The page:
Mayiras, who came up with the idea for the Tag N' Snag app last spring, shortly before graduating from KSU, acknowledges that the app is a ways from commercialization.
Her presentation Thursday will mirror various pitches she plans to make to nonprofit groups in hopes of landing cash to continue work on her app's development. She pays the bills by waitressing at an area restaurant.
She says she's a long way from giving up.
"I'm one of those go-to, see-what-happens people," she said.
Multi-station smoke detector, Patrick Jordan
Jordan is not a new inventor. He came up with the idea for the "multi-station" smoke detector, designed to work during a power outage or if the battery fails, several years ago.
"I'd read a lot about people dying in a fire because the battery [in the smoke detector] wasn't working," said Jordan, who calls himself a tinkerer.
Jordan says the smoke detector has multiple power sources -- current coming from an electrical outlet, battery power and a solar cell that recharges.
"People say, 'Just get a lithium [long-life] battery,'?" Jordan said. "They're not very affordable. I want this to be affordable."
He made a push to commercialize the detector several years ago, working with other entrepreneurs.
Now, Jordan, an Akron resident, is at it again, following his retirement from his job as an assistant at Oriana House, the area organization that offers a variety of alternatives to jail time.
Jordan estimates he has spent tens of thousands of dollars developing the smoke detector and trying to find a company to commercialize it.
He's eager to participate in Pitch Night, hopeful of landing some funds that don't come out of his own pocket.
Digital Animation for Kids, Stephanie Sutton
Sutton is teaching grade-schoolers how to write computer code.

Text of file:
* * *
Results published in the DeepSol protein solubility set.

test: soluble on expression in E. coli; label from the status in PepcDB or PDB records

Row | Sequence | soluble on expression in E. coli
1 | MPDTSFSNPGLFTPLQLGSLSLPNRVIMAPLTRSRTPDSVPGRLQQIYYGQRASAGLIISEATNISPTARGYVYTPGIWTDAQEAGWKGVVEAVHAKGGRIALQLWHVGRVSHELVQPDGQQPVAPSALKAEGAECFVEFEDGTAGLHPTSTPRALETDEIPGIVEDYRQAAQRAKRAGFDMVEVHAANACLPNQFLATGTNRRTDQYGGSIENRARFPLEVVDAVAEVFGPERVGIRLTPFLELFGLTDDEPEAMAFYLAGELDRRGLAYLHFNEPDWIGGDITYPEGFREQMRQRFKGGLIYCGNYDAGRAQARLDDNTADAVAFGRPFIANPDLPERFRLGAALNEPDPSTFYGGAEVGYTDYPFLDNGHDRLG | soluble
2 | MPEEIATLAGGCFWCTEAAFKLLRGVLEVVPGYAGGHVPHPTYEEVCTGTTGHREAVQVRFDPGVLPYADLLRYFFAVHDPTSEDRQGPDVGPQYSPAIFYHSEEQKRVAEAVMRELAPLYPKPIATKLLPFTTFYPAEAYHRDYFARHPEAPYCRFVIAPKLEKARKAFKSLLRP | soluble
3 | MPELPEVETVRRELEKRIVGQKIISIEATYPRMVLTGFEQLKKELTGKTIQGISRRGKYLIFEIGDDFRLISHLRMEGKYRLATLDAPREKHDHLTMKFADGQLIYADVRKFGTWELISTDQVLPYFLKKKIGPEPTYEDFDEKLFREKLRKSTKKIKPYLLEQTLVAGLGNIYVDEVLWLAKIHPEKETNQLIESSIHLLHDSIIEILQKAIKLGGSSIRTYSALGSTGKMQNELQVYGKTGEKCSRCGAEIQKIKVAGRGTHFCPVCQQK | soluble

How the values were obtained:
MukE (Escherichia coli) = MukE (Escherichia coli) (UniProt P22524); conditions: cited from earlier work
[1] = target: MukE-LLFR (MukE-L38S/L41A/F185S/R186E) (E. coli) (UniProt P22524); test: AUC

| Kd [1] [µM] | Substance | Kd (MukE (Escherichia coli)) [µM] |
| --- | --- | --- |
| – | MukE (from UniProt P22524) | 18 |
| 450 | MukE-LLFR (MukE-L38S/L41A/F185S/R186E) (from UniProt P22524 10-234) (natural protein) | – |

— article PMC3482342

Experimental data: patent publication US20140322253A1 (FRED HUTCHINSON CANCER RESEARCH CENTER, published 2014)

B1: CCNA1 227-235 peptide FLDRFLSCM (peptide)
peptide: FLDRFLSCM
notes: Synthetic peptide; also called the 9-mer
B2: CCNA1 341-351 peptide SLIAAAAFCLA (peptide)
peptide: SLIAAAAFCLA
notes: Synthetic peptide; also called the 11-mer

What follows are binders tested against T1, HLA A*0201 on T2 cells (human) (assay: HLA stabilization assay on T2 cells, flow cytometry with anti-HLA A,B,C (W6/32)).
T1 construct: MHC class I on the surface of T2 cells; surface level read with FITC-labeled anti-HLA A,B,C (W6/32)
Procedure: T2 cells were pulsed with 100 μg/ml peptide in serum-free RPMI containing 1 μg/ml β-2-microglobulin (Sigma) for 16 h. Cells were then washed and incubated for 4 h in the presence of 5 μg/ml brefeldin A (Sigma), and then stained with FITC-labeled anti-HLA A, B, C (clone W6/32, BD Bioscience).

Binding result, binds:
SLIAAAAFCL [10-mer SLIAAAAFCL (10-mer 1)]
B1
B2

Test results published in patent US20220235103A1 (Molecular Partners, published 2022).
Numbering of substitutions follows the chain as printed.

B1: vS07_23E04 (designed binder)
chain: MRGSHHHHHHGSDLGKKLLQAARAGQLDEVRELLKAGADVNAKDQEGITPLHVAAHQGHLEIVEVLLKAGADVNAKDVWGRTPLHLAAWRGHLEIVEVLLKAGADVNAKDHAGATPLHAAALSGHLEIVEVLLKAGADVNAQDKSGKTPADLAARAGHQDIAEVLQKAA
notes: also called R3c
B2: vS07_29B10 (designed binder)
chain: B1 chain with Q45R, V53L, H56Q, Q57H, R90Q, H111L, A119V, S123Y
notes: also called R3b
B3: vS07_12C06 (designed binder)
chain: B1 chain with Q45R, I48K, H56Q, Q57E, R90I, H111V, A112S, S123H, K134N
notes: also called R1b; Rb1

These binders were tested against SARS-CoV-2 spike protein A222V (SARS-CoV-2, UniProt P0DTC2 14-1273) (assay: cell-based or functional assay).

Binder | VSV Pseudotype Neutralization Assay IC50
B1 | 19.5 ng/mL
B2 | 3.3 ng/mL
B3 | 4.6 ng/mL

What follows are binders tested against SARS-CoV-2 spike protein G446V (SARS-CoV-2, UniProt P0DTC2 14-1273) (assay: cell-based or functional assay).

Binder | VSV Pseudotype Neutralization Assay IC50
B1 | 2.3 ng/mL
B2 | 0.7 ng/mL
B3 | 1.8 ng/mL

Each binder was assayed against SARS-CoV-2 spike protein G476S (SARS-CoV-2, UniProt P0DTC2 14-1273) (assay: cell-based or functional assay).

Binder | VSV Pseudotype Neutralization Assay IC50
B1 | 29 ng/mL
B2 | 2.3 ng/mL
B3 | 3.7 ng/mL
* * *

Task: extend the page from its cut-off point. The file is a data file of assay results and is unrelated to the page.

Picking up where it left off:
In fact, her Digital Animation for Kids company offers 250 copyrighted online lessons -- they involve teaching various computer skills, as well as other subject matter -- to pre-K through high school students as part of after-school enrichment programs.
A Hudson resident, Sutton, works with a handful of other instructors, teaching virtually. The instructors use a computer learning platform called Edmodo -- sometimes called the Facebook for schools -- to answer students' questions and give feedback.
Sutton's company has for several years focused on teaching digital animation, 3-D modeling and how to create audio for software programs, in addition to computer coding. Her lessons involve free software, such as Microsoft Paint.
"Students don't feel like they have to purchase anything," she said.
The former IT professional sees a day -- not too far off -- when computer coding classes are part of the regular curriculum for grade-schoolers.
"It's coming down the pike," Sutton said. "Coding classes have already been mandated in the [United Kingdom]."
She wants to expand her business, with enough online instructors to meet increased demand from U.S. school districts for such instruction.
"Right now, we're teaching in an after-school environment," she said. "I am really excited to start jumping into regular computer labs."